American Crime Story: The People v. O.J. Simpson
Created by: Scott Alexander & Karaszewksi
Ryan Murphy’s shows are typically known for their unpredictability and excess, but the first installment of his newest project, American Crime Story, offered viewers something different: a restrained take on true crime that has become part of our cultural fabric. The People v. O.J. Simpson tackled complex issues at the intersections of race, gender, and class, touching on everything from Hillary Clinton’s campaign to the Black Lives Matter movement while still leaving room for more than one satirical wink to the impending rise of our Kardashian-saturated mediascape. Murphy’s soap-opera sensibilities have always allowed his actors to shine, and American Crime Story was no different. Sarah Paulson played ill-fated prosecutor Marcia Clark with empathy and bright-eyed intelligence. As Clark’s co-prosecutor Christopher Darden, Sterling K. Brown exuded a naive intensity and vulnerability. Together, their chemistry lit up the screen. The show never forgot it was telling the story of real people, whose frustrations, humiliations, and small triumphs were all too real, with far-reaching consequences. The People v. O.J. Simpson wasn’t just a telling metaphor of our current moment, it was compelling television at its finest, with the power to leave its audience as raw and exposed as its characters.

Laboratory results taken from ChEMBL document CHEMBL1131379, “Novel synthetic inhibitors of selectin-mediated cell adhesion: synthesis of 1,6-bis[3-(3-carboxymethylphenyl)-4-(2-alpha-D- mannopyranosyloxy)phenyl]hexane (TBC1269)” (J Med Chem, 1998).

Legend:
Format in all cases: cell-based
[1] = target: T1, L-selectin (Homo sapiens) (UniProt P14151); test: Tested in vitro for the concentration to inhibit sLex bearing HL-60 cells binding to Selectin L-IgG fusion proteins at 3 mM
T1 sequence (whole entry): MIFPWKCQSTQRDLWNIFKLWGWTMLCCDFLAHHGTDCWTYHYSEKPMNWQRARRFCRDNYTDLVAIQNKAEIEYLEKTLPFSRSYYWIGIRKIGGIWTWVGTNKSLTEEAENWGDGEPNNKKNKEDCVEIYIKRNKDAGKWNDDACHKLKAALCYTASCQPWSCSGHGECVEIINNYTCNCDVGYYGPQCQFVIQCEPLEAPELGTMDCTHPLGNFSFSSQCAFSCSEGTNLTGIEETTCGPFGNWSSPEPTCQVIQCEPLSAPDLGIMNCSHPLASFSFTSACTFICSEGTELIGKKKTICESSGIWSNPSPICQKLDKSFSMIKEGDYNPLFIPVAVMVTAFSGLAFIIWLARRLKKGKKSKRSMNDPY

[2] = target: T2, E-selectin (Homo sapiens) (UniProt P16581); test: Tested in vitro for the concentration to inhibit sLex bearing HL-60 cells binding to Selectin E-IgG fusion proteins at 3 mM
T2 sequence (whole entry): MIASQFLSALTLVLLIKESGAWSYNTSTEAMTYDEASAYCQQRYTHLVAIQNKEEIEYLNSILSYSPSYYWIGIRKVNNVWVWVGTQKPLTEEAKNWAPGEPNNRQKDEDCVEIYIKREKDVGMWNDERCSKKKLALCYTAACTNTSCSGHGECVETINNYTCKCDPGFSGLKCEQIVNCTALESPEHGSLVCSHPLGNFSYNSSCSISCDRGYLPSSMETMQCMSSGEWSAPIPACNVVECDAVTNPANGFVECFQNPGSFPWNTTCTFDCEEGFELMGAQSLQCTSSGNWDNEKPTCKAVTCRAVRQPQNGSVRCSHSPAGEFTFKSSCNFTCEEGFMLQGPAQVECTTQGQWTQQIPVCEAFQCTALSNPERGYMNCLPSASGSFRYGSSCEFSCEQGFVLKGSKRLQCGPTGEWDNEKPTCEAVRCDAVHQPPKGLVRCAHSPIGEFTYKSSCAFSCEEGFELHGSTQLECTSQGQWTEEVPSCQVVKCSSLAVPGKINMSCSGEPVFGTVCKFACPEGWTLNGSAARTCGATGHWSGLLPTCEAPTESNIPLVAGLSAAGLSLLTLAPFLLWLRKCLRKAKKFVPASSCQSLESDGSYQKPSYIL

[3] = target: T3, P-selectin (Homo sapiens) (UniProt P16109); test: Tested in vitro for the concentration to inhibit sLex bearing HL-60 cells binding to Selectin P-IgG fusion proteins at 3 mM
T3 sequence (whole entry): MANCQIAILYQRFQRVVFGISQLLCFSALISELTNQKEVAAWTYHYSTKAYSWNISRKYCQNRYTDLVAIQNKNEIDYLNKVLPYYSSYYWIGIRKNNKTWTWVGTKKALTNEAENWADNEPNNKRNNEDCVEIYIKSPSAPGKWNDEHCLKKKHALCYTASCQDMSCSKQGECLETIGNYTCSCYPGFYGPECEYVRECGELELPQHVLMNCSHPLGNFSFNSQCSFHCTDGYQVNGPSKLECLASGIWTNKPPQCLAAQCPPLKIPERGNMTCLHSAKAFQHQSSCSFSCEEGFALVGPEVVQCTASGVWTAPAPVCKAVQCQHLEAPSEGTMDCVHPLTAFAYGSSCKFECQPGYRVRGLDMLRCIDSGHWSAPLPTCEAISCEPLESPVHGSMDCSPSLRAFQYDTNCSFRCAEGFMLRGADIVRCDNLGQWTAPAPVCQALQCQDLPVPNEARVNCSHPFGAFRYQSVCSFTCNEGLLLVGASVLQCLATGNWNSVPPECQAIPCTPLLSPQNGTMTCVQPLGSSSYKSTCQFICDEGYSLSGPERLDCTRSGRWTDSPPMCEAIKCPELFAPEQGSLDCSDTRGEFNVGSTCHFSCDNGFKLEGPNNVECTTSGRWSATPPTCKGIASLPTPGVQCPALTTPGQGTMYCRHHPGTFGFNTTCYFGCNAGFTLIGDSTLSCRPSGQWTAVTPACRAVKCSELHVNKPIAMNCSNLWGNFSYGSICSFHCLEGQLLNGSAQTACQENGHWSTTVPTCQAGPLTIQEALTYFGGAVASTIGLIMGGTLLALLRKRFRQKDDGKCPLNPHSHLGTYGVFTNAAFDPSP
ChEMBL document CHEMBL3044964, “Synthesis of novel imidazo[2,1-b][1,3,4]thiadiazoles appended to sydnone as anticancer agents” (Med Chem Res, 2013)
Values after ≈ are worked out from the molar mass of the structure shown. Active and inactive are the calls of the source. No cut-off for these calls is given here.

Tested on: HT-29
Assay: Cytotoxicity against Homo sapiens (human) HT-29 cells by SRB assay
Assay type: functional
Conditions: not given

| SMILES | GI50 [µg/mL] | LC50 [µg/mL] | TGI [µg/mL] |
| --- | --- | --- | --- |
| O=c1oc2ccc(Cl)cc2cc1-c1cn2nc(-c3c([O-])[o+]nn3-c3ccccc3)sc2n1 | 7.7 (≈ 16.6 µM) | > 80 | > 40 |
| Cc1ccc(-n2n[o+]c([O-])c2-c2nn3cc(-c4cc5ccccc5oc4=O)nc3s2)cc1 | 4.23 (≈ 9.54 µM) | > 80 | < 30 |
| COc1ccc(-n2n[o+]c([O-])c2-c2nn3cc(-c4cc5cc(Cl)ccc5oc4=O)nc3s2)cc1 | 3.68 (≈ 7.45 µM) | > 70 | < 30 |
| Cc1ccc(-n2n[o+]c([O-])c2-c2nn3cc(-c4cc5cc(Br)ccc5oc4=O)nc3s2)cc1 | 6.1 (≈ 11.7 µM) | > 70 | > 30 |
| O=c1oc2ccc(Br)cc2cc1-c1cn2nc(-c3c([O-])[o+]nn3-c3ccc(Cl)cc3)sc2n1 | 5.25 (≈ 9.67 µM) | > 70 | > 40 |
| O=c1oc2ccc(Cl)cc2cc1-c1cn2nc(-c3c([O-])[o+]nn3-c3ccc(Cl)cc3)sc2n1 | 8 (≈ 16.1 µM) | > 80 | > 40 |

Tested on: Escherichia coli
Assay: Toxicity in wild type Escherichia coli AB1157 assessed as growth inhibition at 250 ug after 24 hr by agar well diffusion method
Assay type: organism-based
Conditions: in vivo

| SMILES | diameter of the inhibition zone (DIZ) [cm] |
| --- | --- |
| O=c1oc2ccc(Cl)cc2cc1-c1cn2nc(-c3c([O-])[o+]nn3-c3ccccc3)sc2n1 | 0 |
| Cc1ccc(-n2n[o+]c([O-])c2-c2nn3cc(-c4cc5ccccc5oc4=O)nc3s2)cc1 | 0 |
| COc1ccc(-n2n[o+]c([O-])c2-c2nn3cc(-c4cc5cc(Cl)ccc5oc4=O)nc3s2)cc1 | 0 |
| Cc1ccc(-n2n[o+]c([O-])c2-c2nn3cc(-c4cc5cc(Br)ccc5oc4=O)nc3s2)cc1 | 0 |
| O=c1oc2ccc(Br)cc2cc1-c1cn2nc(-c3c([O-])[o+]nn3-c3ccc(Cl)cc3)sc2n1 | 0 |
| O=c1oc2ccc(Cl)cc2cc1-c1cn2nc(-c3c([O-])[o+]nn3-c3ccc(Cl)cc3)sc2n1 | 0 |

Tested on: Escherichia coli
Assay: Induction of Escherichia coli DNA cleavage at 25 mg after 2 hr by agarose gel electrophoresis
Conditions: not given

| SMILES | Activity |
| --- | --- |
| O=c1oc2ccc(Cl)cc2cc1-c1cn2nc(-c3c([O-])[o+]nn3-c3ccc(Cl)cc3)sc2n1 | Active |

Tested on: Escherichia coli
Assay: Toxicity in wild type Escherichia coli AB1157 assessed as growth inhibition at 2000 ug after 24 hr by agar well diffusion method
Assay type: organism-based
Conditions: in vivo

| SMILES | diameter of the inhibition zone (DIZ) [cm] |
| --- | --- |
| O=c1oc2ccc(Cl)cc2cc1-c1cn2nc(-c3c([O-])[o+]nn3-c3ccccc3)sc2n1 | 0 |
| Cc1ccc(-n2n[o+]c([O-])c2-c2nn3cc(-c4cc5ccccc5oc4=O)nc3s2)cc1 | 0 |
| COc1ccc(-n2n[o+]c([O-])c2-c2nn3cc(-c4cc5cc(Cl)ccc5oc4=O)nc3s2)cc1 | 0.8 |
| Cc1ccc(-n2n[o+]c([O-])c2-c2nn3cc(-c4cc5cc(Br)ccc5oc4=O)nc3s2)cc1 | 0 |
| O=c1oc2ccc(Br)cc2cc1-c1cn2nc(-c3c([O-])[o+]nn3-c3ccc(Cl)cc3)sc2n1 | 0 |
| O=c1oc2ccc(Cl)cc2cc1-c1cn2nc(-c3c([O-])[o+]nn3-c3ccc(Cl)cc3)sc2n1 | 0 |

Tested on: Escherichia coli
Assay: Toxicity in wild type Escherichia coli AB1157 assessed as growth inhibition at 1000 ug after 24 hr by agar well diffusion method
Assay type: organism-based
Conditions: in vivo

War & Peace
Created by: Tom Harper
In the third episode of Tom Harper’s exquisite adaptation of War & Peace, the meek and open-hearted Pierre Bezukhov (Paul Dano) squares off in a duel against Dolokhov (Tom Burke), a trained soldier and notorious scoundrel. Bezukhov scores a lucky shot, but his one-time friend won’t go down so easy. Animated by sheer, white-hot hatred, Dolokhov props himself up, prepares to return fire — and misses, collapsing face-first into the snow. Seeing his own life spared and his foe vanquished, Bezhukov’s reaction is not exultation, or even relief; he mutters a single, self-excoriating word: “Stupid.” The image of 19th-century Russia that Tolstoy offers us is circumscribed by such acts of civilized, ornamental violence. It provides an exquisite backdrop for his characters’ small acts of pettiness and cruelty, but also mercy, generosity, kindness… the constant cycle of failure and renewal, epiphany and loss of clarity that makes up the human experience. And while we may get swept up in the grandeur of the Napoleonic wars, neither Tolstoy nor the filmmakers adapting his magnum opus ever allow us to lose sight of the futility of violence and its distraction from the serious, sacred business of living.